Monday, January 28, 2013

What to do when you're in over your a meeting

Inevitably, one of the following situations will happen to you, and it will happen to you more than once as in intern:

  1. You're sitting in a meeting next to your manager/boss with clients, consultants, or contractors, or;
  2. You have to attend a client/contractor/consultant meeting alone in place of your manager boss
...and in either situation, the conversation and questions are over your head. You have little to no idea what everyone is talking about. VAV boxes, vent pipes, overflow drains, head-in connections, washer/decontaminators, red lines, prep line, vault, penthouse, dock leveler, blah blah blah blah. These words are so new to you that they're practically meaningless, or (just as bad) you only have a scant idea of what these words and concepts are.  You remember talking about VAV boxes in undergrad...and you think you've heard your boss talk about the vault before, maybe last week, have no clear understanding of what's going on.  And you're fearful that if you ask right now in this moment, you'll look like an idiot.

What do you do? 

Depending on the type of meeting, there's a lot you can do. The first and best option no matter what is to pay attention, take notes, and listen. Look at people when they talk, write down a note about what they say (even if you don't understand the concept, write down the words), and nod appropriately.  Early in my career, I found myself in these meetings, confused as hell and bored as anything.  To combat the urge to fall asleep (which is what I feel like doing when I'm bored and overwhelmed), I began taking almost word-for-word notes in meetings.  Fast-forward 11 or so years later, and even now my colleagues and design team members want copies of my notes, and they trust my notes more than anyone else's because I write like a court reporter. My notes have saved my firm a few times because I had every detail of a conversation written in my notes, not just the resulting decision.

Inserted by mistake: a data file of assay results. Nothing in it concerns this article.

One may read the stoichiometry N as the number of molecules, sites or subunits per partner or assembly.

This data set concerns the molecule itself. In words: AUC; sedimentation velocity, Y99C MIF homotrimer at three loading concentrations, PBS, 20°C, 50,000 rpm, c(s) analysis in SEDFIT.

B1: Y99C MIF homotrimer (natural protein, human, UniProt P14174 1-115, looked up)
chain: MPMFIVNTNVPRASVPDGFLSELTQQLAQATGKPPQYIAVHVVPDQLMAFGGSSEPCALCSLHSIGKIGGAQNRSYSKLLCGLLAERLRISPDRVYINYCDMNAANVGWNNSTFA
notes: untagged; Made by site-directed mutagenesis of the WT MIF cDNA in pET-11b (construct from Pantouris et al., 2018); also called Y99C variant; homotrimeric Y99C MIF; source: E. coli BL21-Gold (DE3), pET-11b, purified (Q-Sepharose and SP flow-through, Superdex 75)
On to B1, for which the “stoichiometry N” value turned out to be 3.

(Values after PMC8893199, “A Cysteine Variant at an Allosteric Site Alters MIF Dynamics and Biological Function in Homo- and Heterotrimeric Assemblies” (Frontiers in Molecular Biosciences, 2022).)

If the meeting is just you (and maybe your boss) and a few consultants, you have more room to reveal some ignorance: "Okay, so your concern is VAV box locations.  Give me an example of/show me on this ceiling plan where having a VAV box located would be problematic."  This allows the other person to really be listened to, and it allows you to learn. If you are pressed to make a decision thatyou feel you don't have the knowledge or authority to make, however, don't let anyone push you into a corner.  Your best response is, "I'd like to get back to the office and check the code/walk my boss through this/see if I can make this work in the floor plan, and I'll get back with you by end of day today/noon tomorrow/next week."

Being bored or confused in a meeting feels pretty sucky and it's inevitable, but showing that you're bored, lost, or disinterested is a big mistake. Resist the urge to do any of the following:

  • Look/stare at the floor
  • Doze off
  • Constantly check your phone/text
  • Fiddle with and pay attention to something else (a string on your coat, your pen, a piece of hair)
  • Just sit there, not taking notes or acting like you're listening/paying attention
People who are involved in the project and have some stake in it are the ones that attend the meeting and pay attention, even if they don't say much. Acting disengaged in the meeting tells the other parties that you don't have any stake in the project, so you're not that inportant, and any emails or requests you send can be ignored.

No comments:

Post a Comment